I also spent a lot of time in the YA library. I had some favourites (like Astrid Lindgren's Ronja the Robber's Daughter) that I would take out every couple of weeks to re-read (and revisit all those places in my head... I still know my way around that forest). There was one book especially that scared me in a very pleasant way - especially because if my mum has known it was technically YA horror, she'd probably have taken it away from me. Years later, I tried to find it again, but I only recalled the title - Die Affenpfote (The Monkey's Paw) - and some plot elements, but not the name of the writer. And needless to say, it was not W. W. Jacobs' short story "The Monkey's Paw" (which nonetheless turned out to be a nice supernatural read when I came across it on my search for the YA book). What I remembered of the plot was this: One day on his way home from school, a boy finds a severed monkey's paw on top of a bin. He takes it home and hides it on top of his wardrobe. In the night, he wakes up to find the monkey's paw crawl across the room much like a tarantula... and onto his bed. He tries to fight it off, but the paw in return tries to strangle him. His cries wake his father who reveals that he's under a strange curse, so that one day a year (the anniversary of some wrong or other that he committed) he grows a monkeys paw. So he usually chops it off and hides his stump until the normal hand grows back the next day.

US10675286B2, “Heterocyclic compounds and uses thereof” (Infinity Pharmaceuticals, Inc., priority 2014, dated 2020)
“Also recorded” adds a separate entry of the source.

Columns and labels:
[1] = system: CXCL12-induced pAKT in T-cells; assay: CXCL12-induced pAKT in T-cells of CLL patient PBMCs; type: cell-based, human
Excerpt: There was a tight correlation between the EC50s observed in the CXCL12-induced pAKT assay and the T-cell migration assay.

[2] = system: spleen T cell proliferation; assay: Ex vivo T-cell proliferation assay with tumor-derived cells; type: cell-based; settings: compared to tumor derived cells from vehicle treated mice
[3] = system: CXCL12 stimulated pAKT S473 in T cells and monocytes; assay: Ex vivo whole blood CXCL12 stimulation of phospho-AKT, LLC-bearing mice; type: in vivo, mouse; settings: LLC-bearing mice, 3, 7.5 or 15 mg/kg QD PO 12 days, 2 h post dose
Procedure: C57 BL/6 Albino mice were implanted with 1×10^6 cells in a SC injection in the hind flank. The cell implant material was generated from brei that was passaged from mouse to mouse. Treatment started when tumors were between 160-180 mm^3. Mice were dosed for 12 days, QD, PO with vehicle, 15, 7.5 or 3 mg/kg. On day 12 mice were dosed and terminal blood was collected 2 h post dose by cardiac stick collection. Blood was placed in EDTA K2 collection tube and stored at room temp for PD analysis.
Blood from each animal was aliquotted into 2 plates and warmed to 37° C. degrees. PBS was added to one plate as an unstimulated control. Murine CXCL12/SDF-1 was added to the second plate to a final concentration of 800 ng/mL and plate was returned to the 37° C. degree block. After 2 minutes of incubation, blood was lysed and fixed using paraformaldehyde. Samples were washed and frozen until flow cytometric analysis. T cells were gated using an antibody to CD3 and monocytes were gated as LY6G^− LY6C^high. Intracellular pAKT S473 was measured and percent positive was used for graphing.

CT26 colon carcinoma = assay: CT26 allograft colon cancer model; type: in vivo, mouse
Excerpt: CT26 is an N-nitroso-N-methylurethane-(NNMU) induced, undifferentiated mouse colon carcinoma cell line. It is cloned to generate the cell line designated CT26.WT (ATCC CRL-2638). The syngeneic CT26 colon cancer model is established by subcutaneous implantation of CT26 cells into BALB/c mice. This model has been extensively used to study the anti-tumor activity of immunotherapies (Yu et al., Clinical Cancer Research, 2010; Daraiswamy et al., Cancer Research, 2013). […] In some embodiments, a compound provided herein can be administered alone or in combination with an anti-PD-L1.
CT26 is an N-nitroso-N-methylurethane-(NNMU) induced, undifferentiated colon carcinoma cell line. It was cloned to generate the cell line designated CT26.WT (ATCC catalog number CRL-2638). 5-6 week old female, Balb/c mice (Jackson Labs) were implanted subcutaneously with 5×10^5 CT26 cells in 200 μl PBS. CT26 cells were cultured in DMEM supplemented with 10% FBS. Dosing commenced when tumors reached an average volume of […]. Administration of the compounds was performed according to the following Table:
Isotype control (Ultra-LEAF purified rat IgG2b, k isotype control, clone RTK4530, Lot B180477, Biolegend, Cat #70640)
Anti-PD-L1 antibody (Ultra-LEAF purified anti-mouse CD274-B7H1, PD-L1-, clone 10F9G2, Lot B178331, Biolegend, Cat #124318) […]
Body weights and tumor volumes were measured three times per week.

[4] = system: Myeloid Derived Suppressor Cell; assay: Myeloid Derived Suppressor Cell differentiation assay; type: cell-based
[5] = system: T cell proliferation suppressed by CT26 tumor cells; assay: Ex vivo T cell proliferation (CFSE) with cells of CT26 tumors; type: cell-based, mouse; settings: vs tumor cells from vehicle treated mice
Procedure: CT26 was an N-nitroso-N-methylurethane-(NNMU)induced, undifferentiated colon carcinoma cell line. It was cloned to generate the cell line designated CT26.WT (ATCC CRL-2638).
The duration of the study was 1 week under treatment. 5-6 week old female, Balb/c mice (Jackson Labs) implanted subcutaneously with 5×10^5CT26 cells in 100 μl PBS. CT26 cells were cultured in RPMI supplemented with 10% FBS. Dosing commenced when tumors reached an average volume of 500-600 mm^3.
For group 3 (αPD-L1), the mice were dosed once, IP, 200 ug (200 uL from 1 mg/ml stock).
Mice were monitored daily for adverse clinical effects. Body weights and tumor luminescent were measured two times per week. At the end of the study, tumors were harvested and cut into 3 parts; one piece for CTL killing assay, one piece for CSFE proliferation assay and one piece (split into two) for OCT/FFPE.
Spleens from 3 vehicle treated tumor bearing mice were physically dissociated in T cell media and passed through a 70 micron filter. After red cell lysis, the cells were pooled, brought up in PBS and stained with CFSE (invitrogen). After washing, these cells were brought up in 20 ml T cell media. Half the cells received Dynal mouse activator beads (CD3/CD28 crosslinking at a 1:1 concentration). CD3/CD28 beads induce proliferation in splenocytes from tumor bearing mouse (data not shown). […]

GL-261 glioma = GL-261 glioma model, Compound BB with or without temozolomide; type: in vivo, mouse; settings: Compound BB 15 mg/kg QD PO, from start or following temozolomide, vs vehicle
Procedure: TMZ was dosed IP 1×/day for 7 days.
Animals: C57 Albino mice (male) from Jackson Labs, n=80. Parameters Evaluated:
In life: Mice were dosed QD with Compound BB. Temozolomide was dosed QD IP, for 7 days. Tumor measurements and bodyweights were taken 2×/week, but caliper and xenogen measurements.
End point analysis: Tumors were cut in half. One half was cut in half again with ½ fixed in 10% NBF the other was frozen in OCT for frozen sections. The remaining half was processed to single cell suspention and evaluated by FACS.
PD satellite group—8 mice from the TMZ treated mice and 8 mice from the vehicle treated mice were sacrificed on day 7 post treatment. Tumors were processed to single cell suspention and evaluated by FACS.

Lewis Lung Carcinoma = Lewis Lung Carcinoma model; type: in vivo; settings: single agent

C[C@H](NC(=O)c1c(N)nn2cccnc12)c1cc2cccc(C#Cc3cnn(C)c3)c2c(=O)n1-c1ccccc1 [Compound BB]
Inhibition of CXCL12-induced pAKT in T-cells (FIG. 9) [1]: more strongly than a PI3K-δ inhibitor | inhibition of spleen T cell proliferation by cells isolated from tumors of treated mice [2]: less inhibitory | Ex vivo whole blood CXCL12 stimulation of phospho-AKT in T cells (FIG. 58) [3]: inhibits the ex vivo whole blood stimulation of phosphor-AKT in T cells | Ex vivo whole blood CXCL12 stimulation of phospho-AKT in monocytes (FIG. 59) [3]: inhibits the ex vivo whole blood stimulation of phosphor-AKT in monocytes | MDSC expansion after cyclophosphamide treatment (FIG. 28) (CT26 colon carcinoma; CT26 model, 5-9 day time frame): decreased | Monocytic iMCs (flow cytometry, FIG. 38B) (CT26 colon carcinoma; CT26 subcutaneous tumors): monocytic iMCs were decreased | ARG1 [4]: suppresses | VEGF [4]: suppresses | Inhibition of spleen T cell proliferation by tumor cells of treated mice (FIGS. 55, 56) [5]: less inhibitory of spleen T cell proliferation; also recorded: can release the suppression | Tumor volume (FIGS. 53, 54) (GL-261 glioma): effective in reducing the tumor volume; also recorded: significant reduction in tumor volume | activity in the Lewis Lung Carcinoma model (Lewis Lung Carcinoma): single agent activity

That was all I remembered... and I couldn't get may hands on another copy of the book. Then one day I was back in my hometown, visiting family, when a BookCrossing alert popped up in my mailbox. Somebody had released this very same book on a park bench in that town! I was in the right place at the right time - still, I couldn't locate the exact spot in time to get the book. But now I had the author's name: Rainer Winkel. *Who would have remembered that?!) And I found a used but pristine copy in a matter of days and re-read it immediately. And guess what - it turned out to have been my very first work of Weird fiction! The secnd part of the plot, which I had completely blanked out, features a tentacular swamp monster that eats little boys! In the end, yeah, I guess it's a really nice YA supernatural horror story (with unspeakable tentacular things!), but for me the most horrific element will always be the disembodied monkey's paw climbing up onto the protagonist's bed with the movements of a big spider...